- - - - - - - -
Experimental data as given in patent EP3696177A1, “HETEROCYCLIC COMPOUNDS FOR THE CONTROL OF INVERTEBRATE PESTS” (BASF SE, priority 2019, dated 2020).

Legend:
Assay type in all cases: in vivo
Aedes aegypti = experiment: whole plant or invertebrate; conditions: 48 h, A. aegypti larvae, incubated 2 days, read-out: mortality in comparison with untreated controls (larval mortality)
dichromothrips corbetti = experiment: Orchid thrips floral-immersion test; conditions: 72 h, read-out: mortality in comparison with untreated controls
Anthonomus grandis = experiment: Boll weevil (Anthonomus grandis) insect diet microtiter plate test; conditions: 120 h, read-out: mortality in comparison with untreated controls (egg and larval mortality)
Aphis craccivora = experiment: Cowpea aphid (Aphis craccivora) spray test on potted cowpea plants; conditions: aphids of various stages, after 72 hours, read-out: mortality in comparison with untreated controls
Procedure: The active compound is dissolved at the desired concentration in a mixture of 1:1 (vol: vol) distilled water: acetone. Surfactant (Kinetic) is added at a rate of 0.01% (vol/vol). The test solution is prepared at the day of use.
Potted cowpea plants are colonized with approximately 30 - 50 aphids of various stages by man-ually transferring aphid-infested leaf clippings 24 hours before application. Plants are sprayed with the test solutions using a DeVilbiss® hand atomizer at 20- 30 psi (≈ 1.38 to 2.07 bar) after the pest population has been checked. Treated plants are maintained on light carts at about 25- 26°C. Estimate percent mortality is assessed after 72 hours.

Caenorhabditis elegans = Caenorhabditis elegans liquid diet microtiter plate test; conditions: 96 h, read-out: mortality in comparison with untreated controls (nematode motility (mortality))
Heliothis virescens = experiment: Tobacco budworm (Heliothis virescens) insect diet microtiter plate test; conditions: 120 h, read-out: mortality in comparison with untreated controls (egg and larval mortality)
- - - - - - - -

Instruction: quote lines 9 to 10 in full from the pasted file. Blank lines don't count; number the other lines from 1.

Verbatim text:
Potted cowpea plants are colonized with approximately 30 - 50 aphids of various stages by man-ually transferring aphid-infested leaf clippings 24 hours before application. Plants are sprayed with the test solutions using a DeVilbiss® hand atomizer at 20- 30 psi (≈ 1.38 to 2.07 bar) after the pest population has been checked. Treated plants are maintained on light carts at about 25- 26°C. Estimate percent mortality is assessed after 72 hours.

Caenorhabditis elegans = Caenorhabditis elegans liquid diet microtiter plate test; conditions: 96 h, read-out: mortality in comparison with untreated controls (nematode motility (mortality))